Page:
GDPR, which will be enforced in just over a month’s time, may seriously hinder cybersecurity capabilities, according to some cybersecurity experts.

Well-known cybersecurity investigative journalist Brian Krebs has predicted a rise in ‘spam, phishing and just about every form of cybercrime’ due to GDPR’s impact on the WHOIS tool, which he described as the ‘single most useful tool’ for security researchers and experts.

Currently, the personal details, including name, contact details and address, of a person who registers for a domain name, are published online through the WHOIS service.

This service, which allows people to search databases to find the registered users of domain names and IP addresses, will soon be illegal due to the regulations.

This may be where Krebs and others take issue – by making it harder to access this information, it will become harder for security researchers to find out who is behind certain malicious efforts.

In particular, Krebs argues, the changes are likely to cause an increase in spam and scam efforts in emails.

The organisation that oversees the domain name system, the Internet Corporation for Assigned Names and Numbers (ICANN), has failed to change its system and processes in time for GDPR, despite having two years to prepare for it, as reported by The Register.

After some significant back and forth between ICANN and European regulators, in which ICANN requested a special exemption and asked for suggestions on how to change the system, it was ruled late last week that the system will break the law under GDPR.

ICANN has come under some criticism for failing to ready itself for GDPR. Brian Chappell, Senior Director, Enterprise & Solution Architecture at BeyondTrust, said: “ICANN has been aware that the WHOIS system didn’t even meet the existing Data Protection Regulation for over five years but ignored the need to comply and is now faced with new legislation that carries big teeth.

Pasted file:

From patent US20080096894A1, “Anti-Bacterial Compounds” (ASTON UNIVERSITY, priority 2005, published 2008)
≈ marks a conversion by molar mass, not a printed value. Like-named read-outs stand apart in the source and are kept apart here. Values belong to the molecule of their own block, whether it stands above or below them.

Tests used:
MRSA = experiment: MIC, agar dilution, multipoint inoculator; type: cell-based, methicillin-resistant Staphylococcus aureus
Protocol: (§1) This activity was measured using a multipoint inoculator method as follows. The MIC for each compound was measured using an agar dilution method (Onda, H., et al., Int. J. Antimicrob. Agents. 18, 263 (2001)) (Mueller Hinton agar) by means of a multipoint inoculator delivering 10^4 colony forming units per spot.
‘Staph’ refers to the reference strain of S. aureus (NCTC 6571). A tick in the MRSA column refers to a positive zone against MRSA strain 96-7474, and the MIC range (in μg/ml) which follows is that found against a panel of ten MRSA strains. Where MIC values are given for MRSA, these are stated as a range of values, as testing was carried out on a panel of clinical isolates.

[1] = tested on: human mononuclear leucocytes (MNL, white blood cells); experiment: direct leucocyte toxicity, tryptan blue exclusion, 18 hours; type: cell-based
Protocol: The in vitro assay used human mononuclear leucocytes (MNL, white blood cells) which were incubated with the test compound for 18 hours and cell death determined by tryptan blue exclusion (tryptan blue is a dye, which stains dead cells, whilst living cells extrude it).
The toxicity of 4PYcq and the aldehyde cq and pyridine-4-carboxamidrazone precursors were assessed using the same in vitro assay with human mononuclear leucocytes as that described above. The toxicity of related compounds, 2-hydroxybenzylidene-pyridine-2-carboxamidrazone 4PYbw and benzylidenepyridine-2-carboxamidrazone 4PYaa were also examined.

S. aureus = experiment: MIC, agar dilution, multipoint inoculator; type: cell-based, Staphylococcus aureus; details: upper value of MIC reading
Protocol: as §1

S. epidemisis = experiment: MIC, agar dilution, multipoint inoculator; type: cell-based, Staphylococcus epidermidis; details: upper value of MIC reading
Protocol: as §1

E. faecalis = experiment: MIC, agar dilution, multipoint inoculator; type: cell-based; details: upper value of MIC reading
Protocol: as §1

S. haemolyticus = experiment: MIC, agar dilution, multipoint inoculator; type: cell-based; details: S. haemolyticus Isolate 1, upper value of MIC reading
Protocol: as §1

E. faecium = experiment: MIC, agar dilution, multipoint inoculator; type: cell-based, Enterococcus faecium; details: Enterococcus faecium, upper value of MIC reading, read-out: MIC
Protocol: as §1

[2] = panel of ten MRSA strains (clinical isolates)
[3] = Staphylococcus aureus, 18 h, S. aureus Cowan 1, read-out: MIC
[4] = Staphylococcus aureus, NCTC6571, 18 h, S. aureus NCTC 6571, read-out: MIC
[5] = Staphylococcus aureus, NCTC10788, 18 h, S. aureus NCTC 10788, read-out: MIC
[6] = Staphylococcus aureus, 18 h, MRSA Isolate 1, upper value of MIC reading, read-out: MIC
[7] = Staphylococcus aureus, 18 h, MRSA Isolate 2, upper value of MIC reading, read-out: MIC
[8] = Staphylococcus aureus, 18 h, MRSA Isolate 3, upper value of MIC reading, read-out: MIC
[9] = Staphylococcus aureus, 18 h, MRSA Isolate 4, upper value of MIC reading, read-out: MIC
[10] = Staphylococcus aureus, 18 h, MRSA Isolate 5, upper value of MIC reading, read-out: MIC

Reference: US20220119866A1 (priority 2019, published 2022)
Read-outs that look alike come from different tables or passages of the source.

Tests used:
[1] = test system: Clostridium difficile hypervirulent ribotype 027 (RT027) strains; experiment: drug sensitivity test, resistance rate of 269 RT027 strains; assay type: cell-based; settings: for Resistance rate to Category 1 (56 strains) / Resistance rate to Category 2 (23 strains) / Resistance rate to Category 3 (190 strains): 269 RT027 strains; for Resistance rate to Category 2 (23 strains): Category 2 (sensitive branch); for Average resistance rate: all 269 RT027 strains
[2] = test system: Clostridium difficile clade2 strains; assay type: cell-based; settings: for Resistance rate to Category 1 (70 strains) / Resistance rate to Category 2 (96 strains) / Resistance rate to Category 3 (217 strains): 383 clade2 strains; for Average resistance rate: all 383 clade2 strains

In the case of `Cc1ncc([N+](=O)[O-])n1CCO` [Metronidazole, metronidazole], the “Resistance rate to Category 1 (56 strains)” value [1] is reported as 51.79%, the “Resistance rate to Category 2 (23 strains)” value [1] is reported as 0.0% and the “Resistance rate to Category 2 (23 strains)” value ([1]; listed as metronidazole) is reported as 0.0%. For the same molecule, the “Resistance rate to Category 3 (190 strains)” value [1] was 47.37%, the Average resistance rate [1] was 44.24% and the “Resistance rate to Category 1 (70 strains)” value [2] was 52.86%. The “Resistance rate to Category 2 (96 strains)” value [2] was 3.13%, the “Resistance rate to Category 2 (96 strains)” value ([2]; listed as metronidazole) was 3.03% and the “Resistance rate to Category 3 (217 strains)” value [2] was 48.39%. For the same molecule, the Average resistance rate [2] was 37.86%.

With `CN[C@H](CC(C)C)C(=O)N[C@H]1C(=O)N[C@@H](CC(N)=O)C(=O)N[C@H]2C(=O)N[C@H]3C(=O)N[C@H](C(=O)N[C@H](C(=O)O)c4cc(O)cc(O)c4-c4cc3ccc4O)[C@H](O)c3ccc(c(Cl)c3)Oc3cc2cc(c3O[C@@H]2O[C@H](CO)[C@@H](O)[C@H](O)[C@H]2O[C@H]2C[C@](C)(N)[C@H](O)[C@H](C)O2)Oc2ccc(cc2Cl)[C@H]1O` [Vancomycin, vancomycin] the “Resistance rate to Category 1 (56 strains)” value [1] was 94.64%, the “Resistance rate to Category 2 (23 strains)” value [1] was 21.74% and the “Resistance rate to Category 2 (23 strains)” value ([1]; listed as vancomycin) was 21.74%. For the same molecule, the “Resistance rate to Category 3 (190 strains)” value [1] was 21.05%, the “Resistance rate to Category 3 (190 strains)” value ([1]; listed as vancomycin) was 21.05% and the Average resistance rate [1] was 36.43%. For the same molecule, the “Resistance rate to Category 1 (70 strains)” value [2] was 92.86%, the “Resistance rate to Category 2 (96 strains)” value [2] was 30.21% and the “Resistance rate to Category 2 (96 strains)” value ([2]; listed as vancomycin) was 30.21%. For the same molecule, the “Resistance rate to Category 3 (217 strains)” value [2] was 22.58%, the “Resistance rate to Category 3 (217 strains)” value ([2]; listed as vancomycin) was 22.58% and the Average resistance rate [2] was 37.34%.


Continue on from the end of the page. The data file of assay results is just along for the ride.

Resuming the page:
“New registrants won’t be anonymous to law enforcement agencies but the transition period will hamper individual investigators until ICANN can provide access for accredited persons to the satisfaction of GDPR. This situation is a shining example of why GDPR cannot be ignored.”

Tomofumi Okubo, of DigiCert, said: “The internet community needs to think more like a security practitioner in the way it approaches WHOIS and GDPR compliance efforts. Addressing the needs for due care and due diligence may portend a brighter future for WHOIS, which looks a little murky right now.”

Other industry experts, however, argue that it is a small price to pay for the positives that GDPR brings. Steve Gailey, solutions architect at Exabeam, commented: “With any legislation, there will be unintended consequences, and with such a large scope and diverse jurisdictions it is bound to find some abuse of practices which are for the good of users and the Internet as a whole.

“On balance, it is a very good starting point, however, there is certainly work to be done and additional clarification needed in some areas.”